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O’Hanlon Mourns That Obama Was Right On Iraq

By Guest Contributor on January 7, 2008 at 4:09 pm

"O’Hanlon Mourns That Obama Was Right On Iraq"

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cover3.jpgBrookings fellow Michael O’Hanlon continues his abysmal record of staking out the wrong positions on Iraq in an article in this morning’s Wall Street Journal, criticizing presidential candidate and Illinois Senator Barack Obama’s position on the war.

It is puzzling why newspapers print O’Hanlon’s analysis, since he’s been repeatedly wrong in staking out his inconsistent and often incoherent positions on Iraq. As Think Progress has previously noted, O’Hanlon’s record on Iraq policy for the past five years has been radically uneven — at one point in 2004, supporting a timeline for withdrawing troops, and at other points arguing for staying the course for years to come.

Angling for influence is nothing new for O’Hanlon, who tried to position himself in the policy and political debates by in 2004 by criticizing Howard Dean and throughout the past year with proponents for change in Iraq like Senate Majority Leader Harry Reid.

In this electoral year’s article from O’Hanlon, he outlines what he sees as two main problems with Obama’s Iraq position:

1. O’HANLON: “[Obama] seems contemptuous of the motivations of those who supported the war.”

O’Hanlon offers up a thinly-veiled defense for analysts like himself who offered tragically wrong advice in the war in March 2003 — O’Hanlon cannot seem to face up to the fact that he lined up on the wrong side of the arguments on Iraq, and America has suffered serious damage to its national security as a result.

O’Hanlon argued against the war at certain points in 2002 and even outlined a long list of preconditions before going to war in a policy paper he co-published called “Getting Serious About Iraq” (most of these conditions were not met). But then he forgot many of his own arguments and naively accepted the information and arguments presented by the Bush administration on the eve of the war. (He said about Bush’s case for war in the 2003 State of the Union address the president was “convincing on his central point that the time of war is near.”)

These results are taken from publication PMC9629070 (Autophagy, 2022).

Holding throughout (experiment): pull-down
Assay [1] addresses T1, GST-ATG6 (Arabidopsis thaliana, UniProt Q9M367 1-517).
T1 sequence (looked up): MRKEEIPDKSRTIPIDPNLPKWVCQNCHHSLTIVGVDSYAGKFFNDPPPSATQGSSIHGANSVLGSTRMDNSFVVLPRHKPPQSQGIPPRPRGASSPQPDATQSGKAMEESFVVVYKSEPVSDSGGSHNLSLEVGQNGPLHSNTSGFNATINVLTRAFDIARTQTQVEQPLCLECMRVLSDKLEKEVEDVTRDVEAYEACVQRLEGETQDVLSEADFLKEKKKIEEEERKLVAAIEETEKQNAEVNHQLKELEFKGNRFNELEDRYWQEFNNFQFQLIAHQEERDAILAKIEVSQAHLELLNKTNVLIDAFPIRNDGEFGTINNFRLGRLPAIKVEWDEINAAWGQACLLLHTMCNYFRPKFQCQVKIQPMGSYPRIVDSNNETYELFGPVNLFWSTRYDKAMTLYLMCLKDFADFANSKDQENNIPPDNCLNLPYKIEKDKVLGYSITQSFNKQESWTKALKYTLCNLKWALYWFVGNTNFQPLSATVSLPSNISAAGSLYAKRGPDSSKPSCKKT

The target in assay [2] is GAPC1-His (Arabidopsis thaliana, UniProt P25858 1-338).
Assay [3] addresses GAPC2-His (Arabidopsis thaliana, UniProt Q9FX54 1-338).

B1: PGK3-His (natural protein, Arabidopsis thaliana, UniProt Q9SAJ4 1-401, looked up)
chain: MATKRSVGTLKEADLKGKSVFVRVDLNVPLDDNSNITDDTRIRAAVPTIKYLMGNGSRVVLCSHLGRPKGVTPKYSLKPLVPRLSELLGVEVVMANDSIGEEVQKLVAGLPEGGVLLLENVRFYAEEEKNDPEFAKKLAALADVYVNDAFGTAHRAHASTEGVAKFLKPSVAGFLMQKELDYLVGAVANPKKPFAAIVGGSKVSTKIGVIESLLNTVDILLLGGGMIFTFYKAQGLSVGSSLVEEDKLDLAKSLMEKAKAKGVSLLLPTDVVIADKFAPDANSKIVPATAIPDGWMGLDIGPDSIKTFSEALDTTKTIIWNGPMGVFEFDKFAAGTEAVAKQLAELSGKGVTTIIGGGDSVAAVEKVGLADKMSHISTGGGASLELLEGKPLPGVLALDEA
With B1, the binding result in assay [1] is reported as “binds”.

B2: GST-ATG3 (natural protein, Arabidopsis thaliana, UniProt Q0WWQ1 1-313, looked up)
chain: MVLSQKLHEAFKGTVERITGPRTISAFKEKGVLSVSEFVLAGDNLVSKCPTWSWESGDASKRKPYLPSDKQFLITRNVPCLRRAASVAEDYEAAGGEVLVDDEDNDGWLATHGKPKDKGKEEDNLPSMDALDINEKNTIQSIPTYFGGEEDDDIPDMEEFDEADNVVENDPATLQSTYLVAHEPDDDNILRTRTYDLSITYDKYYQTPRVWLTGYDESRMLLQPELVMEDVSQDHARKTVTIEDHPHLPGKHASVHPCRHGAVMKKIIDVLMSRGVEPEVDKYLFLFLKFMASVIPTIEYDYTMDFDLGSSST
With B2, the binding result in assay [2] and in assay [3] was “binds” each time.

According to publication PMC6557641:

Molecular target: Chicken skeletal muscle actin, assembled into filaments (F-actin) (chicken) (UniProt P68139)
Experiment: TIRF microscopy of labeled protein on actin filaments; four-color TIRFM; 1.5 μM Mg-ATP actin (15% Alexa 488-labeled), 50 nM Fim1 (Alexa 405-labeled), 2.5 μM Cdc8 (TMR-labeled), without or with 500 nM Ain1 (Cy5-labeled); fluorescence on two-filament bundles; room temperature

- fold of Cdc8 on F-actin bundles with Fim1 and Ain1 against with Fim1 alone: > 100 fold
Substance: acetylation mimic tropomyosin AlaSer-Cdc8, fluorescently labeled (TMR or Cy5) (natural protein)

It may be that people are contemptuous of those who posture and profess to offer expertise on the right path forward on Iraq like O’Hanlon does, even though their track record is awful. In most professions, there are consequences for bad performance. Doctors face the threat of medical malpractice suits; policy analysts like O’Hanlon get to make mistakes again and again with impunity, as do journalists who quote him and publish his pieces.

2. O’HANLON: “Obama’s second Iraq problem is his insistence that, whatever happens there during 2008, he would withdraw all our main combat forces in the first 16 months of his presidency.”

Here O’Hanlon again offers bad advice and displays his unwillingness to recognize the Bush surge in Iraq has failed to achieve its fundamental goal — to advance political reconciliation among Iraq’s leaders. It’s a good thing that fewer Iraqis are dying, but Iraq’s leaders are no closer to a political settlement, which was the point of the surge. Unless Iraq’s leaders strike the power-sharing deals necessary to stabilize their country, the drop in violence is not likely to be sustainable. O’Hanlon favors fostering the dangerous and dysfunctional culture of dependency among Iraq’s leaders that comes with his proposals to keep U.S. troops in Iraq indefinitely.

O’Hanlon’s solution? Divide up the country into something he calls a “soft partition,” something that the vast majority of Iraqis oppose. O’Hanlon’s recommendations include a long-term U.S. troop presence, something the vast majority of Americans oppose.

Instead of printing O’Hanlon’s attempts to remain relevant in the Iraq debate, Americans should continue listening to those pushing for change, whether it includes conservatives like Ron Paul or progressives like Obama, Edwards, and Clinton. They should also check out the Center’s Strategic Reset plan, which outlines a comprehensive approach for using the full range of America’s powers to stabilize Iraq and the Middle East, centered on a phased redeployment of U.S. troops in 12 to 18 months and intensified diplomatic efforts in the Middle East.

Brian Katulis

Full disclosure: Katulis has formally endorsed Obama.

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